I have been an anxious person my entire life. Most people never realized that, including, I think my family. I come by it honestly; my grandmother is anxious and has serious sleep issues, along with vertigo and high blood pressure. I have everything but the high blood pressure. My first memory of anxiety was me crouching under a seat at a Washington Bullets game at a young age (five? seven?), crying as the crowd roared around me.
After Sicily was born, things got out of control. Anxiety attacks came without warning and resulted in fainting and puking, more often than not in public places. Best time ever was when I almost fainted driving on the freeway in DC, trying to get to an airport, with Sicily in the car. We managed to pull over somewhere, on a completely deserted and dark highway, where I proceeded to black out outside of the car while Sicily's anxious little face peered out at me through the backseat window. She was six.
After that incident, I went to the doc. He was a moron. To keep this short, I eventually diagnosed myself with anxiety and told him what to prescribe me.
The best part of my doc is that he will give me whatever I want. #Priceless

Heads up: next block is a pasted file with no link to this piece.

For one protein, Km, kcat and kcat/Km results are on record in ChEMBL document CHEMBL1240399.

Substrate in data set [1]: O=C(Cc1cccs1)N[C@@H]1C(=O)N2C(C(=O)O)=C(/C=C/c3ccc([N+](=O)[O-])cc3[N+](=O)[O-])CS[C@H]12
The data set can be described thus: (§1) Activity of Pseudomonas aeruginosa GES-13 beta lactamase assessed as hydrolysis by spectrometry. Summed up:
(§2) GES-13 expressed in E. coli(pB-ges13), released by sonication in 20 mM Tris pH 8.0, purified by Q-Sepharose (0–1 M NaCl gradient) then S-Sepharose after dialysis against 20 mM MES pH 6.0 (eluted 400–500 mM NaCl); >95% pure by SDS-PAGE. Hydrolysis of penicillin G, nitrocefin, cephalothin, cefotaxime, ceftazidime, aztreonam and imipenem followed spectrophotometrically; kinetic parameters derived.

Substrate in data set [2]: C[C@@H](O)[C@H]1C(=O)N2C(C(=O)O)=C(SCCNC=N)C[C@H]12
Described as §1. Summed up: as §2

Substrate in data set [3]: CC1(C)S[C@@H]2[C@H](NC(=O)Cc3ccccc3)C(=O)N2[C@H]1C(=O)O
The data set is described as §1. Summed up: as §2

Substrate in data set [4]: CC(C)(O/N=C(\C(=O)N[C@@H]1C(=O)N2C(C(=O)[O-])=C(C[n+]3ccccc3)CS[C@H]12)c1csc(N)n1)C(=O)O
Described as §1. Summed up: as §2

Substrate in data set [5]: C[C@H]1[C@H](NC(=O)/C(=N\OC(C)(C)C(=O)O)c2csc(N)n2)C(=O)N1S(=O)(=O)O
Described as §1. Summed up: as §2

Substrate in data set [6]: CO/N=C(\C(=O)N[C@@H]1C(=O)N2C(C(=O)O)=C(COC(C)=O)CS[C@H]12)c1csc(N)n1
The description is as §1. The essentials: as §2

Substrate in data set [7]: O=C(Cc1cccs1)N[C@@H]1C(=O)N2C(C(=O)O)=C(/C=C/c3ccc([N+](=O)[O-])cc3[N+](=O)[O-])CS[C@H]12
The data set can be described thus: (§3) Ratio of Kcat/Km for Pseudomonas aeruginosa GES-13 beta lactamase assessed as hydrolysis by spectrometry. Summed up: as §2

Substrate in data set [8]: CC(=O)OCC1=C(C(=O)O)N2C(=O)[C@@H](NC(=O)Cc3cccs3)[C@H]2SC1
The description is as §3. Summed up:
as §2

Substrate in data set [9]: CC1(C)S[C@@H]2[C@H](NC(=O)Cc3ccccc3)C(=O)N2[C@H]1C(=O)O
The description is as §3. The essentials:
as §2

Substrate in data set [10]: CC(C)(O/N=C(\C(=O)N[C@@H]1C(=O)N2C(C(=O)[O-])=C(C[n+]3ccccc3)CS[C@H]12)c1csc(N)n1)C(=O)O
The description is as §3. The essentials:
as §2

So now I deal with it as best I can. Dane produced a lot of anxiety for me (those who know him understand why), but the world in general just makes me anxious. I have to monitor my news consumption. I have to watch what I eat. I have to have some sort of routine.
And when I travel, especially in airports, I have to medicate myself. So I popped my first pill about an hour ago, as I can feel it rising already.
And I HATE IT.
The medicine is pretty benign. I take it, and 30 minutes later I sort of forget I am anxious. It doesn't knock me out; it just allows the worrying part of my brain to shut off. So it's pretty perfect, fairly low dose, and very effective.
I hate having to rely on this medicine to do things people take for granted. Like go to a mall. Or a sporting event. Or a concert. It is this cloud that hangs over me, and everywhere I go I take this bottle of pills. It works, it's easy, and I manage it pretty well (a huge change from Sicily's fifth birthday where I spent three hours on the floor on the bathroom in the Georgia Aquarium. Not one single person asked if I was okay. Not one. And there was little Sicily, standing so patiently in the stall while I repeatedly passed out and threw up and passed out and threw up. #Awesome), but still. It doesn't leave me as sharp and interested as I would like to be, and I feel like I miss things.
This goes back to being able to just let go. Nearly impossible.
Working on it. Just letting go. Letting whatever happens, happen. Being unfazed.
Those of you that know me are chuckling. Not my MO. But I am trying.